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Station Hotel - Aug 2020

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UrbandonedTeam

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Station Hotel

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An old photo of the property in use.

Ayr's Station Hotel is a beautiful Victorian building in the middle of the town. The hotel attached to the station was originally opened by the Glasgow and South Western Railway in June 1866; and it became part of the British Transport Hotels (BTH) at nationalisation. Future President Woodrow Wilson stayed in the hotel during his cycling trip in Britain in 1899. It was sold by BTH in October 1951 and has changed ownership a number of times, having been owned by Stakis Hotels, Quality, and Swallow Hotels. Together with the railway station building, it is a category B listed building. The Station Hotel is currently derelict and is on the Buildings at Risk register for Scotland. Its poor condition had necessitated an exclusion zone that covered a portion of the station platforms and tracks.

This is easily the best hotel I've personally seen with a mixture of extreme decay, belongings remaining and wonderful Victorian architecture. Another like Imperial Grain Warehouse that has been lurking in the northern regions of my map since we were planning a trip in 2018, we decided to go for it on a weeklong visit to Scotland in late Summer. Despite the very public area the hotel is positioned in, we were able to enter without detection in the middle of the day and enjoyed a few hours walking through the repetitive corridors and bedrooms of the building.

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The hotel from the train station side.

I think the protective sheeting put a lot of people off, but as far as we could tell, nothing internally had changed. The external appearance has been supported in order to save passer-by's from falling debris. It's pretty shocking to be honest with the building's age and design, and I definitely didn't think the floors would be collapsing still inside the hotel but some of the water damage is the worst I have seen.

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From downstairs to top, here is the reception with a lovely old sign.

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A downstairs function room. There was another bar down the other end of the corridor, but this had changed so drastically since prior reports. The entire ceiling had collapsed and there was a foot of water on the ground.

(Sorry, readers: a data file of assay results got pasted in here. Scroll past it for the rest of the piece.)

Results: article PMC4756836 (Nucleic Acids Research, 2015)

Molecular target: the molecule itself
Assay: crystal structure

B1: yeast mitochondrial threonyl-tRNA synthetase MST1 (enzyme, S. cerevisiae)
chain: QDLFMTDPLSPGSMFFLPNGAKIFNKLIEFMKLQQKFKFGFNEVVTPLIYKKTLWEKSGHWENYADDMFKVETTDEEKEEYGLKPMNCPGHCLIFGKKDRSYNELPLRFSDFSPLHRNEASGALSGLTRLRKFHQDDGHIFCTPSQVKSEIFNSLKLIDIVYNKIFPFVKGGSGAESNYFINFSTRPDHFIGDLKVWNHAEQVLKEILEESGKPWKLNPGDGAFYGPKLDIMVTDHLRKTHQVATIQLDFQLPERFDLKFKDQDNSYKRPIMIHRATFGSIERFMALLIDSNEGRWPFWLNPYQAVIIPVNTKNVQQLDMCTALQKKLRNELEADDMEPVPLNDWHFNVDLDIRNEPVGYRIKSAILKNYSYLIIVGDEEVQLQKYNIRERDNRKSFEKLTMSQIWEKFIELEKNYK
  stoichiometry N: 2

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The first floor was easily the most interesting. At the entrance to the staircase, you could see a detailed lift shaft and ornate staircase.

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The hotel's main bar. It has been a bit more trashed but probably not recently.

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The awesome corridor heading past the Arran Suite to the restaurant and kitchens.

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Arran Suite.

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Restaurant. Each room had different but grand ceilings which I really liked.

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The upstairs rooms consist of staff and visitor bedrooms. It is very repetitive so here are a selective few shots.

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Here is the link to our documentary styled video on the hotel. We cover the building's past, present and future through cinematics and narration:

https://youtu.be/7ZWM95eBDYo​​​


Thanks for reading :)
 

jhluxton

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Fascinating! My father and I actually stayed there for a couple of nights when we took a trip on PS Waverley and then went over to Aran with the car. Good to see that lift again. It had manual doors and there was a constant loop recorded message playing inside the lift reminding users to close the doors on exit - because if you didn't it would remain on the floor you alighted in and prevent others from using it. Obviously funds must have been tight back then otherwise the lift would have been modernised. John
 
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